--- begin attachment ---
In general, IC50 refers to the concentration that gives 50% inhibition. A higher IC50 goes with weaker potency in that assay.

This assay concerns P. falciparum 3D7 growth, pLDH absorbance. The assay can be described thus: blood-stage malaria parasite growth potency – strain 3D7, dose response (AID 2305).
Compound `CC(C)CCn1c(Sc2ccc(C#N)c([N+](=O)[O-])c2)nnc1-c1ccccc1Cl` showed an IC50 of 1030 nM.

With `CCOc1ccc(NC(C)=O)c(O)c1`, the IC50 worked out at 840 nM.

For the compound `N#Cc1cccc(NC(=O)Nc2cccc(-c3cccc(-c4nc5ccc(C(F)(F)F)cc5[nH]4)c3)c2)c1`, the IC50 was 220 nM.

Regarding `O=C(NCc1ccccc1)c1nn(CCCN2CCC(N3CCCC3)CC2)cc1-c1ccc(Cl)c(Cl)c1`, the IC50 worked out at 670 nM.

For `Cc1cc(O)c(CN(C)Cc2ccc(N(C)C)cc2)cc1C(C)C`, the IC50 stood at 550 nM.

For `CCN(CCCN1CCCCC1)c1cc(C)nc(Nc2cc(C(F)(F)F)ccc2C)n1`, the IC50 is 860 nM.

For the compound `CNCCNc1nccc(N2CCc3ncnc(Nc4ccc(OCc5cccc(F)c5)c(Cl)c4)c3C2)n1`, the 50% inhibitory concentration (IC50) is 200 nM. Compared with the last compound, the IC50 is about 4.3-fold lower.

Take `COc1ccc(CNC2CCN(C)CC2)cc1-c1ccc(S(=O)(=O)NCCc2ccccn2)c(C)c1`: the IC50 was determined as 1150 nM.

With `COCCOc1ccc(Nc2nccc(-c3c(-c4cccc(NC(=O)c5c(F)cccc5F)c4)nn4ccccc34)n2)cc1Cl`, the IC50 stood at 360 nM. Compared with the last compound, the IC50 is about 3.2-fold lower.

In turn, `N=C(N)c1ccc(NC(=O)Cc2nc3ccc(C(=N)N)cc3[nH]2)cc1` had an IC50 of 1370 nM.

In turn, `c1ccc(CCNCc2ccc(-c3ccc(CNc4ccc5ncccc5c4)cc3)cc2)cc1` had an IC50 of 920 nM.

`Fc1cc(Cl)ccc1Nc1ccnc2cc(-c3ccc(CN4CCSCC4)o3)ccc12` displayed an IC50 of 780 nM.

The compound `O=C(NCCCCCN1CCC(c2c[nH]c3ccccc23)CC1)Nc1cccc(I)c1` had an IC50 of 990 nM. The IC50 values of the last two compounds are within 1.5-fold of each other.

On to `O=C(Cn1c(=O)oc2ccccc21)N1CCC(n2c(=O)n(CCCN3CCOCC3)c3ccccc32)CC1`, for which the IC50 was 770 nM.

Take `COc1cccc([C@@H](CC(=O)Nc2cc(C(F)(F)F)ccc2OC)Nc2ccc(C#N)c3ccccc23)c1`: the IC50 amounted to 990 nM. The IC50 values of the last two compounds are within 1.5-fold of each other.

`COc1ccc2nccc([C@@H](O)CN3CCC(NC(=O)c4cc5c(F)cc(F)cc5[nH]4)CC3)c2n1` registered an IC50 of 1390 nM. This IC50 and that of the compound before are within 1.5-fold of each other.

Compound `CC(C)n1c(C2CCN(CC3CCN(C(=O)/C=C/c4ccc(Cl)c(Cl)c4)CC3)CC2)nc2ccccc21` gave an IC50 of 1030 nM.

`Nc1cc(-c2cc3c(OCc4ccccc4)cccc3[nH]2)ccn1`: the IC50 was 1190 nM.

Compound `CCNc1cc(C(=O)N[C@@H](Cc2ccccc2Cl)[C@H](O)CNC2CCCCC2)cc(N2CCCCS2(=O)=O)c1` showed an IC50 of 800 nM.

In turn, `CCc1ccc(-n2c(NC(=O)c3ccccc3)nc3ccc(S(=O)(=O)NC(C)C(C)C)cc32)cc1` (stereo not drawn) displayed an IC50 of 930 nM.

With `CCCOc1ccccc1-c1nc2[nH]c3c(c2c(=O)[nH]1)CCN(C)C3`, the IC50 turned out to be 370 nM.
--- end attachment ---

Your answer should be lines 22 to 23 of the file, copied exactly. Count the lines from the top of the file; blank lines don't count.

In turn, `CCc1ccc(-n2c(NC(=O)c3ccccc3)nc3ccc(S(=O)(=O)NC(C)C(C)C)cc32)cc1` (stereo not drawn) displayed an IC50 of 930 nM.

With `CCCOc1ccccc1-c1nc2[nH]c3c(c2c(=O)[nH]1)CCN(C)C3`, the IC50 turned out to be 370 nM.